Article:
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Accueil du site → Doctorat → Inde → 2008 → Biochemical mechanisms of resistance to shoot fly, atherigona soccata (rondani) in sorghum, sorghum bicolor (l.) Moench.

Jawaharlal Nehru Technological University (2008)

Biochemical mechanisms of resistance to shoot fly, atherigona soccata (rondani) in sorghum, sorghum bicolor (l.) Moench.

Chamarthi, S K

Titre : Biochemical mechanisms of resistance to shoot fly, atherigona soccata (rondani) in sorghum, sorghum bicolor (l.) Moench.

Auteur : Chamarthi, S K

Etablissement de soutenance : Jawaharlal Nehru Technological University

Grade : PhD thesis 2008

Résumé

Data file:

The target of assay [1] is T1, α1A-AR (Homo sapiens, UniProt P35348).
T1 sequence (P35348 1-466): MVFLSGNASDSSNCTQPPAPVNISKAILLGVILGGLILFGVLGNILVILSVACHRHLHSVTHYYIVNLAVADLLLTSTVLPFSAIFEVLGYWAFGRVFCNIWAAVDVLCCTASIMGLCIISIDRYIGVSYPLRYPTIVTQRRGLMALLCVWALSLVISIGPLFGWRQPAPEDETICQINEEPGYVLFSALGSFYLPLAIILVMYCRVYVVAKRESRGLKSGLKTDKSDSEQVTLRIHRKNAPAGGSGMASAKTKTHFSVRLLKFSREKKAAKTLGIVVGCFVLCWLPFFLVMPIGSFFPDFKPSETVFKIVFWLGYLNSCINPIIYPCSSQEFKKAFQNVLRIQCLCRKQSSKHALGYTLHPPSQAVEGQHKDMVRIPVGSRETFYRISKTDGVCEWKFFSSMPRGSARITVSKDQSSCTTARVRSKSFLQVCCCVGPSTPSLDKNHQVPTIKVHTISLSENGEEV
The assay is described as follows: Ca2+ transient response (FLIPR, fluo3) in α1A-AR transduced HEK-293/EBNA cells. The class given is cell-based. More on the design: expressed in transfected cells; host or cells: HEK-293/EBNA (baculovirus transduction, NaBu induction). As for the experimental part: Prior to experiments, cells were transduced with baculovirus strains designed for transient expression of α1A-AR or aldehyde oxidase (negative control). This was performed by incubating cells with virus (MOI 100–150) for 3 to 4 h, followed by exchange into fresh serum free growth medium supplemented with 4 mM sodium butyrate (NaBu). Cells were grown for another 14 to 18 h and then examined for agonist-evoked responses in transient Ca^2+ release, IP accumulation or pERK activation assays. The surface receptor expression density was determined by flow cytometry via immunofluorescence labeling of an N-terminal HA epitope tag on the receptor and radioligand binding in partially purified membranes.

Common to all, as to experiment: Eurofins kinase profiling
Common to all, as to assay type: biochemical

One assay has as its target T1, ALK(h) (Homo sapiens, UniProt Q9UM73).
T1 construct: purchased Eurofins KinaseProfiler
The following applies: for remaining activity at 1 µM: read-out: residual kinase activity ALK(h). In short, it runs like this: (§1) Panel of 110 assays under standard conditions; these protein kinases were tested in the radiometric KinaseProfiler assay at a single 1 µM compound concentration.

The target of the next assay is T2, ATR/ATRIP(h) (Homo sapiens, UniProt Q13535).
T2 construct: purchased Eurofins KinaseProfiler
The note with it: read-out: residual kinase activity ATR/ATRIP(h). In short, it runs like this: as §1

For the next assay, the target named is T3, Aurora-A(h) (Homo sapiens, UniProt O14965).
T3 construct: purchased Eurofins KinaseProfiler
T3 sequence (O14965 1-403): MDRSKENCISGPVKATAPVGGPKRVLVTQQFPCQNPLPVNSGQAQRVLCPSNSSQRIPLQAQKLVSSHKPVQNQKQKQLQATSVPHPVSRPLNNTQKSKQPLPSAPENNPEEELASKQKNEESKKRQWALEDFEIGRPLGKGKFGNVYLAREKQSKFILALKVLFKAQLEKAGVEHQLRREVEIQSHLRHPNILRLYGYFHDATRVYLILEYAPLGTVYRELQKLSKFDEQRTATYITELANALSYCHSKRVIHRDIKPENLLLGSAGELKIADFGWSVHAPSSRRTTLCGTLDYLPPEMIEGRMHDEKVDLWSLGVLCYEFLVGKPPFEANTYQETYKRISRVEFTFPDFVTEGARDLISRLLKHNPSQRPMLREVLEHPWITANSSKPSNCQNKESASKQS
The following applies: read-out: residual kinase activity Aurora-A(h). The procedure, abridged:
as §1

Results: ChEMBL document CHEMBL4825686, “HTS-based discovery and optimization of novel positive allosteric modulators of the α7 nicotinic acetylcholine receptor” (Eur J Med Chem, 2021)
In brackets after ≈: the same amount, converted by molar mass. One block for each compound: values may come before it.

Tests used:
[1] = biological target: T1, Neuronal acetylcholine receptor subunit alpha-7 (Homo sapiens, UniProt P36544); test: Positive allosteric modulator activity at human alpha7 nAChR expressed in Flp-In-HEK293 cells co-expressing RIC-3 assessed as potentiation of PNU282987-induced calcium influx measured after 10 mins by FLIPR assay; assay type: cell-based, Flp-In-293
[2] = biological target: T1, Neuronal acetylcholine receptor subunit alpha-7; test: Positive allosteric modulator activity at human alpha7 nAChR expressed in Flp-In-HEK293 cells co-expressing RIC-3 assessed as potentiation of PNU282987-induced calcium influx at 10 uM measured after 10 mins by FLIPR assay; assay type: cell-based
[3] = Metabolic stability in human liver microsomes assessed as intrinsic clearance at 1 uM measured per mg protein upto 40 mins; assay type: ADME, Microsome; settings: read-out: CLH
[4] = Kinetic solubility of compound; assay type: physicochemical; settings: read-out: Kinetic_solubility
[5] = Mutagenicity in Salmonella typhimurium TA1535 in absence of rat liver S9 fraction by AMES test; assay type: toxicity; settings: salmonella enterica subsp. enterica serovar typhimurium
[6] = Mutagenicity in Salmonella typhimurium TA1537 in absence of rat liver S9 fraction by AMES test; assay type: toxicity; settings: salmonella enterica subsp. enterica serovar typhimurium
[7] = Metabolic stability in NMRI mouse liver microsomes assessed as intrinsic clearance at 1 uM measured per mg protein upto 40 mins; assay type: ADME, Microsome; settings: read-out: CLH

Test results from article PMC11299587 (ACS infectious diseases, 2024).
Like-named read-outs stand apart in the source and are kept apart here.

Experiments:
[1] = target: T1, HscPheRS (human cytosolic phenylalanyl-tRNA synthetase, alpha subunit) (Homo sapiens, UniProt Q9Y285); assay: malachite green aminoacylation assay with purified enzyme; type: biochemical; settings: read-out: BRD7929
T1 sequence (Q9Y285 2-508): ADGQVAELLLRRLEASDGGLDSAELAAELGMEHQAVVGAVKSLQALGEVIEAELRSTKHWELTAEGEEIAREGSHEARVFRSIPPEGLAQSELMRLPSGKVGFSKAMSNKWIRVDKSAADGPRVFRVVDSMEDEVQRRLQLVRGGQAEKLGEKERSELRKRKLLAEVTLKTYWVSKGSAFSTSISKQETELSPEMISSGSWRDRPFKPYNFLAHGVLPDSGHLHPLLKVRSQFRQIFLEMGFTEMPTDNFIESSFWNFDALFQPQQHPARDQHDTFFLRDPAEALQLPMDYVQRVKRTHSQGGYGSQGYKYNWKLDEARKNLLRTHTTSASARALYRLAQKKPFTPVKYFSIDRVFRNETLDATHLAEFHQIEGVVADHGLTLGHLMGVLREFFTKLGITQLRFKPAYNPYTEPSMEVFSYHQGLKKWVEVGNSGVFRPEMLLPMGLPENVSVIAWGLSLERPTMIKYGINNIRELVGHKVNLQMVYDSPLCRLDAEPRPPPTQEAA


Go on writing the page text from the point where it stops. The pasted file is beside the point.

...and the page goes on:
Sorghum is the fifth major cereal crop after wheat, rice, corn, and barley, and third important cereal crop after rice and wheat in India. Nearly 150 insect species have been reported as pests on sorghum, of which sorghum shoot fly, Atherigona soccata, is an important pest. Host plant resistance is one of the important components for managing this pest, and therefore, the present studies were undertaken on biochemical mechanisms of resistance to shoot fly to strengthen host plant resistance to this insect for sustainable crop production. Genotypes IS 2312, SFCR 125, SFCR 151, ICSV 700, and IS 18551 exhibited antixenosis, antibiosis, and tolerance components of resistance to shoot fly, A. soccata. There was a significant variation in the leaf surface wetness, leaf glossiness, trichome density, seedling vigor, plumule and leaf sheath pigmentation, days to 50% flowering, and plant height among the test genotypes. Transplanting and clipping of sorghum seedlings reduced shoot fly damage. There was no effect of p-hydroxy benzoic acid (PHBA), p-hydroxy benzaldehyde (PHB), Cu2So4, KI, and 2, 4- D on shoot fly damage. However, application of PHBA showed increase in egg laying by the shoot fly females. Sorghum genotypes with high amounts of soluble sugars, more leaf surface wetness and fats, and better seedling vigor were susceptible to shoot fly ; while those with glossy leaf trait, pigmented plumule and leaf sheath, tall with high trichome density ; and high tannin, Mg, and Zn contents showed resistance to shoot fly. Leaf surface wetness, Mg, Zn, soluble sugars, tannins, fats, leaf glossiness, leaf sheath and plumule pigmentation, and trichome density explained 99.8% of the variation for deadhearts, of which leaf glossiness, plumule pigmentation, trichomes, and fat content had direct effects and correlation coefficients for iii deadhearts in the same

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